Challenges of the Swedish association:
- To promote the development of a first line mental health service for children and adolescents.
- To facilitate cooperation between child and adolescent psychiatry and other services (such as maternity and child health care, social service, school health care, juvenile delinquency correction centres as well as paediatrics and adult psychiatry).
- To take part in preventive child mental health programmes.
- To increase the implementation of evidence based methods in child and adolescent psychiatry.
- To increase research activities in child and adolescent psychiatry.
- To recruit more young physicians into child and adolescent psychiatry training.
- To develop clinical guidelines.
Already in 1947 child and adolescent psychiatric wards were opened within adult psychiatry departments. In 1951 Swedish child and adolescent psychiatry was founded as a clinical discipline of its own, independent from general psychiatry and paediatrics. In 1956 the Swedish Association for Child and Adolescent Psychiatry was established.
The number of child and adolescent psychiatric physicians in the Swedish Association of Child and Adolescent Psychiatry is 425 including eighty physicians in specialist training. The average age of the specialists is rather high and in coming years a lot of specialists will retire, which creates a need for an increase of specialist training. There are increasingly fewer male doctors who enter the child and adolescent psychiatric specialist training.
Sweden is divided into six health care regions and there is one responsible director (a specialist in child and adolescent psychiatry) in each region who has a special responsibility to support trainees. At a local level each trainee will have a mentor (senior medical doctor) and a clinical supervisor during the specialist training. There is a mandatory psychotherapy education in the training program since 1986 with basic psychotherapy theories and techniques as well as supervision in psychotherapy. A child and adolescent psychiatry log book is being used during the specialist training.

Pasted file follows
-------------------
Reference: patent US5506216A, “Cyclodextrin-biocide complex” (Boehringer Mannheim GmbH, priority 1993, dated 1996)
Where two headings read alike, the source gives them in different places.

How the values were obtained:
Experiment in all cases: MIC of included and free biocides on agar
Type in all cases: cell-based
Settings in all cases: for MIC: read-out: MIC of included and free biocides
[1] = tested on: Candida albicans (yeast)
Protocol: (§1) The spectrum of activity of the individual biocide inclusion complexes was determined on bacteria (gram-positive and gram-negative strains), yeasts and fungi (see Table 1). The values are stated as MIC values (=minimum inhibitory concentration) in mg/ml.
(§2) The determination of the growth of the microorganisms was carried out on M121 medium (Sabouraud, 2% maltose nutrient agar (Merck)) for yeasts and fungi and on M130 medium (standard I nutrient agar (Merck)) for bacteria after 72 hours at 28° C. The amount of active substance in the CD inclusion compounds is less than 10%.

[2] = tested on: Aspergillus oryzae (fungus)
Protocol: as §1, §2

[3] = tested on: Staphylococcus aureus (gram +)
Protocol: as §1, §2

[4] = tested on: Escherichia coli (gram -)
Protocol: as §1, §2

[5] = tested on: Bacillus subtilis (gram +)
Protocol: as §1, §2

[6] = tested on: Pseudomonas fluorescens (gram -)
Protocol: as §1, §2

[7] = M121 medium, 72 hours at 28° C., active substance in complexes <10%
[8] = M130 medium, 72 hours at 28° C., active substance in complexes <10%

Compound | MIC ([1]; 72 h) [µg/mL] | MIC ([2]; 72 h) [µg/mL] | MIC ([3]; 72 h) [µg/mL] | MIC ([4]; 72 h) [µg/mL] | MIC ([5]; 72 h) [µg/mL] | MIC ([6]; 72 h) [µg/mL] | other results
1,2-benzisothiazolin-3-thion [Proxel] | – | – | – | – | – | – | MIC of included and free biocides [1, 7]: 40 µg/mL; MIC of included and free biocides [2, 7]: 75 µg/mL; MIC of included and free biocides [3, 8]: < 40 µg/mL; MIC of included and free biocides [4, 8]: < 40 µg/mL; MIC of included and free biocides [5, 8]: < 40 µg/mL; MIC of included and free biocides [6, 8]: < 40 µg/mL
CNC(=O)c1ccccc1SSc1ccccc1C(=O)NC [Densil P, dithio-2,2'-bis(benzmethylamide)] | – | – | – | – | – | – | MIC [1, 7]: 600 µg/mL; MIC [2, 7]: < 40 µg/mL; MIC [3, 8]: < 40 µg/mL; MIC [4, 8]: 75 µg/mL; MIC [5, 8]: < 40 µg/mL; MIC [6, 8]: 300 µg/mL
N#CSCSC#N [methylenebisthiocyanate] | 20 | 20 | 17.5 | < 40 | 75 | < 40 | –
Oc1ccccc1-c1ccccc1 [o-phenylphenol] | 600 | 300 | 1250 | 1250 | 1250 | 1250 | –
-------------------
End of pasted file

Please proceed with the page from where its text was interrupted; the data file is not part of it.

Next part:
The training for becoming a specialist includes three and a half years of child and adolescent psychiatry specialization, half a year of paediatrics and one year of adult psychiatry. There is a non mandatory examination for Swedish child and adolescent psychiatrists arranged by the Swedish association, including a clinical case discussion and a written report.
The Swedish association is organizing courses at national and regional level in different clinical areas for trainees who also meet nationwide one to two times yearly for professional development. The Swedish Association for Child and Adolescent Psychiatry is also working with curricula for Continuous Professional Development (CPD).
There are university clinics with professors and associated professors in child and adolescent psychiatry at seven Swedish universities (Lund, Goteborg, Linkoping, Orebro, Uppsala, Stockholm and Umea). Education of medical students in child and adolescent psychiatry and PhD programmes is offered at these Universities.
Read more about the Swedish Association: view or download the article from the ECAP Journal by Gunnel Svedmyr, 2013 (pdf, 3 pages).
Read about the state of academic child and adolescent psychiatry in Sweden: 'The Swedish Patient', article by Sven Bölte, editor in chief of the Scandinavian Journal of Child and Adolescent Psychiatry and Psychology, 2016 (pdf, 2 pages).
Swedish Psychiatry ('Svensk Psykiatri'). A shared journal for the Swedish Association for Adult Psychiatry and the Swedish Association for Child and Adolescent Psychiatry.
Susanne Buchmayer, President (MD, PhD)
Carl-Magnus Forslund, Vice President (MD)
Beata Bäckström, Secretary
Maria Unenge Hallerbäck, Secretary
Shiler Hussami, Treasurer
Jonas Nilsson, Website editor and Education Committee
Additional Commisioners/members of the board:
Swedish Association for Child and Adolescent Psychiatry.